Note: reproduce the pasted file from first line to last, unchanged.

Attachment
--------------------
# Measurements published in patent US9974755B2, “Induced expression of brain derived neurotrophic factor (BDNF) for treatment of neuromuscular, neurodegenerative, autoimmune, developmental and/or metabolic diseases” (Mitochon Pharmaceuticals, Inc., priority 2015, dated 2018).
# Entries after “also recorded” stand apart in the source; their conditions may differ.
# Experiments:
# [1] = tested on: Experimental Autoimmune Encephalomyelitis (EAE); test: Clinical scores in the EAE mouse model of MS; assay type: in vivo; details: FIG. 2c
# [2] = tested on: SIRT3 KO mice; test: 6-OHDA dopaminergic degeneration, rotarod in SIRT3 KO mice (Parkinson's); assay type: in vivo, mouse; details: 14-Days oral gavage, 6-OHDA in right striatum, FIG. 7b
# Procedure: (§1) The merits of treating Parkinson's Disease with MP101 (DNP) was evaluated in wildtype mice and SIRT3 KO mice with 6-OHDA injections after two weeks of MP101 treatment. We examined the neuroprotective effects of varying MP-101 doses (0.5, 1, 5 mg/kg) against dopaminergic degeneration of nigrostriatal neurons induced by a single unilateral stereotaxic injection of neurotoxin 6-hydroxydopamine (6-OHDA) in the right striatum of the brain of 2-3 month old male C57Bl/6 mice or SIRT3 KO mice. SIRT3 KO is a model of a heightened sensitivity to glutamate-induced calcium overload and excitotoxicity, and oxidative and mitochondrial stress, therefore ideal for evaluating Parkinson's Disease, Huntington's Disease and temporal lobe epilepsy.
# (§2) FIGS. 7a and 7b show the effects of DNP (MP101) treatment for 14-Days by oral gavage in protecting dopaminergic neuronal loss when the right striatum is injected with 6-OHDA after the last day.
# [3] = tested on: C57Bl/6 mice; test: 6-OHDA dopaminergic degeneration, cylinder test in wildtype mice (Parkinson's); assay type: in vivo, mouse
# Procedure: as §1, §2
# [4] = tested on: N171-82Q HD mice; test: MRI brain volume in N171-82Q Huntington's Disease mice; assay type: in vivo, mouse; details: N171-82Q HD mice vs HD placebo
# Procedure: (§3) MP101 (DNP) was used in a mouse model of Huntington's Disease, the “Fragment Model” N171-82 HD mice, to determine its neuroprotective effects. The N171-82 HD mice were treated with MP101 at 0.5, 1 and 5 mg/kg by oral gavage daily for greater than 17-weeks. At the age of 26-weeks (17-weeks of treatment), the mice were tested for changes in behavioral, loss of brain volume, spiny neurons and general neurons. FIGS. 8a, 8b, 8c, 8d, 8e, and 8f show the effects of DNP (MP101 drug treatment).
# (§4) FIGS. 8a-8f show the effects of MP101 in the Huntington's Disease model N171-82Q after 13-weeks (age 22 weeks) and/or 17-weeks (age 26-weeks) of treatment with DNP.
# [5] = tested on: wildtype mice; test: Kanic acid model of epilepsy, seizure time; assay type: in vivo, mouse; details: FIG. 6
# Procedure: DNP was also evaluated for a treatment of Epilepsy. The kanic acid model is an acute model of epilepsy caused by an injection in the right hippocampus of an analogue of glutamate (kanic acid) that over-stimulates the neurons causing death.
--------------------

# Measurements published in patent US9974755B2, “Induced expression of brain derived neurotrophic factor (BDNF) for treatment of neuromuscular, neurodegenerative, autoimmune, developmental and/or metabolic diseases” (Mitochon Pharmaceuticals, Inc., priority 2015, dated 2018).
# Entries after “also recorded” stand apart in the source; their conditions may differ.
# Experiments:
# [1] = tested on: Experimental Autoimmune Encephalomyelitis (EAE); test: Clinical scores in the EAE mouse model of MS; assay type: in vivo; details: FIG. 2c
# [2] = tested on: SIRT3 KO mice; test: 6-OHDA dopaminergic degeneration, rotarod in SIRT3 KO mice (Parkinson's); assay type: in vivo, mouse; details: 14-Days oral gavage, 6-OHDA in right striatum, FIG. 7b
# Procedure: (§1) The merits of treating Parkinson's Disease with MP101 (DNP) was evaluated in wildtype mice and SIRT3 KO mice with 6-OHDA injections after two weeks of MP101 treatment. We examined the neuroprotective effects of varying MP-101 doses (0.5, 1, 5 mg/kg) against dopaminergic degeneration of nigrostriatal neurons induced by a single unilateral stereotaxic injection of neurotoxin 6-hydroxydopamine (6-OHDA) in the right striatum of the brain of 2-3 month old male C57Bl/6 mice or SIRT3 KO mice. SIRT3 KO is a model of a heightened sensitivity to glutamate-induced calcium overload and excitotoxicity, and oxidative and mitochondrial stress, therefore ideal for evaluating Parkinson's Disease, Huntington's Disease and temporal lobe epilepsy.
# (§2) FIGS. 7a and 7b show the effects of DNP (MP101) treatment for 14-Days by oral gavage in protecting dopaminergic neuronal loss when the right striatum is injected with 6-OHDA after the last day.
# [3] = tested on: C57Bl/6 mice; test: 6-OHDA dopaminergic degeneration, cylinder test in wildtype mice (Parkinson's); assay type: in vivo, mouse
# Procedure: as §1, §2
# [4] = tested on: N171-82Q HD mice; test: MRI brain volume in N171-82Q Huntington's Disease mice; assay type: in vivo, mouse; details: N171-82Q HD mice vs HD placebo
# Procedure: (§3) MP101 (DNP) was used in a mouse model of Huntington's Disease, the “Fragment Model” N171-82 HD mice, to determine its neuroprotective effects. The N171-82 HD mice were treated with MP101 at 0.5, 1 and 5 mg/kg by oral gavage daily for greater than 17-weeks. At the age of 26-weeks (17-weeks of treatment), the mice were tested for changes in behavioral, loss of brain volume, spiny neurons and general neurons. FIGS. 8a, 8b, 8c, 8d, 8e, and 8f show the effects of DNP (MP101 drug treatment).
# (§4) FIGS. 8a-8f show the effects of MP101 in the Huntington's Disease model N171-82Q after 13-weeks (age 22 weeks) and/or 17-weeks (age 26-weeks) of treatment with DNP.
# [5] = tested on: wildtype mice; test: Kanic acid model of epilepsy, seizure time; assay type: in vivo, mouse; details: FIG. 6
# Procedure: DNP was also evaluated for a treatment of Epilepsy. The kanic acid model is an acute model of epilepsy caused by an injection in the right hippocampus of an analogue of glutamate (kanic acid) that over-stimulates the neurons causing death.